By Lois Ann Ell
There’s a creased, faded photo, buried somewhere in an album in my parent’s attic in their Lihue home. I am probably nine or ten, sitting on a bench beside a tennis court, with my arms crossed and my head buried in the cover of a tennis racket. What you don’t see is the rest of my family—brother, father, mother—all bouncing around the court, lobbing, serving, lunging, laughing, all sweaty and smiley-like.
I fiercely protested the forced family fun, this sport of hitting yellow balls across a net on a hot cement slab. Like most parents, mine wanted my brother and me to enjoy and take interest in the same things they did. My brother took the bait and excelled. He didn’t go pro, but still years later he can beat pretty much anyone on the court when he decides to pick up a racket. Yours truly, however, resisted the long days on the rectangular prison, and would stand limp and lifeless with my racket hanging at my side as my mom would serve a ball right in front of my feet.
“Look alive!” “Happy feet!” “Racket up!” She would yell enthusiastically from across the court as I rolled my eyes. I’m still not sure why I resisted it so much, but I do remember being very content when I got to lie in my room and read The Babysitter’s Club books.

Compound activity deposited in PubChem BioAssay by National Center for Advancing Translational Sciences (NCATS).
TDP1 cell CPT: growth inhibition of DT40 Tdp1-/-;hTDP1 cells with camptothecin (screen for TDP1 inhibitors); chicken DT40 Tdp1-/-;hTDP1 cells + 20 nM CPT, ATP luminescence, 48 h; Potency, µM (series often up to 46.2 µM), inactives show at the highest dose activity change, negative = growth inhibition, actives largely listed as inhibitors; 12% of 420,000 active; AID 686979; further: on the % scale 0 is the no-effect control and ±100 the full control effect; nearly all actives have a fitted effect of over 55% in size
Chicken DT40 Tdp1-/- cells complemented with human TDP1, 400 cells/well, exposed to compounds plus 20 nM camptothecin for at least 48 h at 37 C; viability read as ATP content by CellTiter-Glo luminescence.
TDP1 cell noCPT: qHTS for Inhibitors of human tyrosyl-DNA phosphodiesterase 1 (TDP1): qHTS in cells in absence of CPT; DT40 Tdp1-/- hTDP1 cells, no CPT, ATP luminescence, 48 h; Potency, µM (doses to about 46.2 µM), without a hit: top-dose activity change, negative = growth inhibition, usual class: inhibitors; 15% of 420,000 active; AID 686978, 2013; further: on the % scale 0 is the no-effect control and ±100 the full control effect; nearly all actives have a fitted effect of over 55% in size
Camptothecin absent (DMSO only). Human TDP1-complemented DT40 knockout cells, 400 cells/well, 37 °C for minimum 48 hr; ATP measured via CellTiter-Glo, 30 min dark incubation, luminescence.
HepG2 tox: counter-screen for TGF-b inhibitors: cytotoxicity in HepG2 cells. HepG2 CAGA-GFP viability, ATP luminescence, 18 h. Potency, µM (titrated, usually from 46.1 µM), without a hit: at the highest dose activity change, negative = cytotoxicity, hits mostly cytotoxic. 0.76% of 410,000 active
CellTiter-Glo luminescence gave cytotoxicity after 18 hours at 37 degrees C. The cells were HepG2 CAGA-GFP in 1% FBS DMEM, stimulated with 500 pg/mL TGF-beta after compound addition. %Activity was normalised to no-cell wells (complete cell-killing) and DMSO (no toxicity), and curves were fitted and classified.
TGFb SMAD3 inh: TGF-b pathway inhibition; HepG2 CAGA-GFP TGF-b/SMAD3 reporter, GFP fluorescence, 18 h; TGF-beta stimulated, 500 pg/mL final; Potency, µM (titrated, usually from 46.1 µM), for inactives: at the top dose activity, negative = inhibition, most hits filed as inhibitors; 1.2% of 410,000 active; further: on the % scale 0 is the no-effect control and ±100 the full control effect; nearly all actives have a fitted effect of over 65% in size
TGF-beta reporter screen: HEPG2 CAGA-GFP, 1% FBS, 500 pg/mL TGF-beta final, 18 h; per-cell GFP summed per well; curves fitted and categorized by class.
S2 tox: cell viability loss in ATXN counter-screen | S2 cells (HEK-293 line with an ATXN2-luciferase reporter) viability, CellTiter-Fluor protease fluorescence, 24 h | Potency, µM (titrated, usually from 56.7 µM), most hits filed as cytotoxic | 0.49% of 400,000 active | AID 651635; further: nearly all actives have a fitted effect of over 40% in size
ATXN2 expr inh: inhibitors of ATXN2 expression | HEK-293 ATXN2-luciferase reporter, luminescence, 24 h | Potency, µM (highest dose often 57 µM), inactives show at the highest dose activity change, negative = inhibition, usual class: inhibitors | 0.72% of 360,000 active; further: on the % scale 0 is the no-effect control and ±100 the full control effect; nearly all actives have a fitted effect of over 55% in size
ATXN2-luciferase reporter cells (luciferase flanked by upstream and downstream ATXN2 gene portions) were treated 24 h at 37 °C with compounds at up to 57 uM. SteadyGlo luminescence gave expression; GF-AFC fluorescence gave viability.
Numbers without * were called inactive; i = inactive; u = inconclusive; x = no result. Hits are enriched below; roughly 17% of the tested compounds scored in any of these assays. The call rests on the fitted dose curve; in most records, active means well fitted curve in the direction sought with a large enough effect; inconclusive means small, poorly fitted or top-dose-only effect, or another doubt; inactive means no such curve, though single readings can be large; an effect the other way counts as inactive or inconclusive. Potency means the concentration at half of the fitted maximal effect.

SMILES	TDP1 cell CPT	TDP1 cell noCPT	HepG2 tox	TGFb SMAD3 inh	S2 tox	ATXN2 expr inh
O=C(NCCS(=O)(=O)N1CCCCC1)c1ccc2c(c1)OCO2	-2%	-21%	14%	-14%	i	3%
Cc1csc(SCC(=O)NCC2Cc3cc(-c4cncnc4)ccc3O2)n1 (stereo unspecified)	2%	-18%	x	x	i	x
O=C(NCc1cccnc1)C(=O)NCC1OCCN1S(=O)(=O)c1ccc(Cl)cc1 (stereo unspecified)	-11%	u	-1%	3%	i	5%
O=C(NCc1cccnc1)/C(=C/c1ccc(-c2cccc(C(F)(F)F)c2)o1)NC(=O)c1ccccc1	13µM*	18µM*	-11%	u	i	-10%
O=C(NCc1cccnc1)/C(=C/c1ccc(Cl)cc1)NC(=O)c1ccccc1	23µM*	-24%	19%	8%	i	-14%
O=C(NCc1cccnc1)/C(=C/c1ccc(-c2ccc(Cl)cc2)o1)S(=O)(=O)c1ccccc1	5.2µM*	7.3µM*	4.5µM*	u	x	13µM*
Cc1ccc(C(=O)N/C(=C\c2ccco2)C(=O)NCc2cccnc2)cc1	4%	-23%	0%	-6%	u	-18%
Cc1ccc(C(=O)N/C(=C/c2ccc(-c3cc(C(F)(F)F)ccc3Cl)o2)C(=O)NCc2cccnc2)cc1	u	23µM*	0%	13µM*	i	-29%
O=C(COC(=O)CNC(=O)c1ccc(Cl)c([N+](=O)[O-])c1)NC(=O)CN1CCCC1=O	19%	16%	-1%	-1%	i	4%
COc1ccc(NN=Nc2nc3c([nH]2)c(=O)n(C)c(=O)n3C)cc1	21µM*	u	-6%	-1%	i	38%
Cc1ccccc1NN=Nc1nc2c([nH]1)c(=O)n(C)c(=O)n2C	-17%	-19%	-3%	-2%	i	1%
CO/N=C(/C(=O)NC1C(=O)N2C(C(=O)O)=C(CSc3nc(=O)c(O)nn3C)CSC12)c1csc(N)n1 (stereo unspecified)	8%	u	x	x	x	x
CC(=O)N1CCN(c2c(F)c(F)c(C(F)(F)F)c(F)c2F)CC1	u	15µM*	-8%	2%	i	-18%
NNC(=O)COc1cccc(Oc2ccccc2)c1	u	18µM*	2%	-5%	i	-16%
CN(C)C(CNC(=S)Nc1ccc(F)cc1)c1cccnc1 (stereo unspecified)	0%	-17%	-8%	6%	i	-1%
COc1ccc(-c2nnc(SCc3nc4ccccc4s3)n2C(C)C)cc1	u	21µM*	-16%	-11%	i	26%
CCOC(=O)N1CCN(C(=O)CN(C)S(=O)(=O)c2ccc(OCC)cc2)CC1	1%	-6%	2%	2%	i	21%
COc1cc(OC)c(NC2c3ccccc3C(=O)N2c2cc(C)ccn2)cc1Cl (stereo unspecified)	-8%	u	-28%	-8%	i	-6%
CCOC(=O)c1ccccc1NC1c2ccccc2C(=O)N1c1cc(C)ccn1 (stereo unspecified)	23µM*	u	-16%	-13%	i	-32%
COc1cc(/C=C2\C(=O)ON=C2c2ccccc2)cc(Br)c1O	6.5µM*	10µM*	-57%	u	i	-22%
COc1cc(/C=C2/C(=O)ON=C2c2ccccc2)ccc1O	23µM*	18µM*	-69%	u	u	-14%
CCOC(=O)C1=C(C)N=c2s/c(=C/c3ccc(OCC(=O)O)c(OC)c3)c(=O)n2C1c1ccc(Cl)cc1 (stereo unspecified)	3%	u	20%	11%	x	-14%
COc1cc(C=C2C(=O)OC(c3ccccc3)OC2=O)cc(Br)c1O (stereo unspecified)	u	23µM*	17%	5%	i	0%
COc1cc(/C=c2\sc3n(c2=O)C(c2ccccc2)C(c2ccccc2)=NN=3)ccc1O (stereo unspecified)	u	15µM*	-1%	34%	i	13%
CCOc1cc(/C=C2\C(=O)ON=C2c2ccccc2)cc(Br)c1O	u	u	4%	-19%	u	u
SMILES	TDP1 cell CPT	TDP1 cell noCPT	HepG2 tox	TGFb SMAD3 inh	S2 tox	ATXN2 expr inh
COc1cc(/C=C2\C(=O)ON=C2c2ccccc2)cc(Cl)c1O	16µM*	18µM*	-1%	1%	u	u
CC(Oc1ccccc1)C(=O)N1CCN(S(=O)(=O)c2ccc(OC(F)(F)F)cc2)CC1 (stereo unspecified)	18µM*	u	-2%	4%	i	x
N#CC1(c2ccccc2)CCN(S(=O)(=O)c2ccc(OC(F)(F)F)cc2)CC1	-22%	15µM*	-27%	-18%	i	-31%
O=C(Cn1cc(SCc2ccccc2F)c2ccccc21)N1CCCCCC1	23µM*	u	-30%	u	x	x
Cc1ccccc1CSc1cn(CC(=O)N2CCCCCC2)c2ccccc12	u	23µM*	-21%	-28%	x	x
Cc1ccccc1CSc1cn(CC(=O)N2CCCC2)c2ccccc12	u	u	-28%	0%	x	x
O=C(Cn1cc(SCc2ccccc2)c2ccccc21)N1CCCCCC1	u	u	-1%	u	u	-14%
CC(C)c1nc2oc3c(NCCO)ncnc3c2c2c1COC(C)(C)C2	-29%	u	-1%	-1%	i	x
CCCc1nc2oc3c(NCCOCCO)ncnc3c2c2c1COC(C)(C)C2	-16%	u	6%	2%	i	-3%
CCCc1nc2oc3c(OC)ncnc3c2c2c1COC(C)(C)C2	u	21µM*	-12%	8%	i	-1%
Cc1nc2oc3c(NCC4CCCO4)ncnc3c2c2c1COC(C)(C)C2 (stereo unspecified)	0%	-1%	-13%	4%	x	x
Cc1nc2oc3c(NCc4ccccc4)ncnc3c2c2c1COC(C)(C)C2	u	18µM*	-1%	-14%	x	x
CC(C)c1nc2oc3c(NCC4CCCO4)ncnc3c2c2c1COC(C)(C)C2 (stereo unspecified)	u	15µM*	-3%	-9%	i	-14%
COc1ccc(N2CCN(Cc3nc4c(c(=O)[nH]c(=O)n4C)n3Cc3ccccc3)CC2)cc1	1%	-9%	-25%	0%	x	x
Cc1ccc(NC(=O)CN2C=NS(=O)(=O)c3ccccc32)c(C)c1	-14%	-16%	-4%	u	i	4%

Over the years though, I somehow logged in many hours on the court, and even ended up playing in High School, mostly because my best friend did too. We got to be doubles partners and come up with goofy strategies like singing our calls and unnecessarily zigzagging across the court. And we got to play Mad Libs on the bus rides to and from matches.
The photo came up the other day because my mom took my kids to the tennis courts for an inaugural lesson. They loved it.
Here’s the thing: I love tennis now. I only play about once a year, but when I do I have good, sweaty fun, and I’m grateful to have lifelong skills of the sport; that even when I pick it up here and there, I can still play. My arms remember to reach high and flick my wrist to come down on a serve, my feet naturally gravitate towards the baseline to return ground strokes, and my racket is held high and firm when I approach the net. It’s muscle memory. It’s the same with any activity you return to after a respite: the instinctual push on the front of your board to duck-dive a wave, the signature gait you gain as you run, the familiar fall into a forward fold on your yoga mat. It’s a feeling of coming home to your body.
It’s not that we should push our kids into an overscheduled frenzy of sports, but there’s no better time to learn than when you’re a kid; when you’ve got agility, time, and adults—teachers, coaches, parents—who are willing to teach. And, as my mother explained why she pushed tennis, it only makes sense that you have at least some shared interests with the people you spend the most time with. It’s the reason I learned to surf when I met my boyfriend (now husband), I quickly realized it was the only way we were going to spend time together.
Thinking back on that photo, it conjures up the recent memory of my daughters dragging their feet and whining “are we there yet?” for the thirtieth time on one of my favorite hikes. I have a feeling they will love hiking when they are older.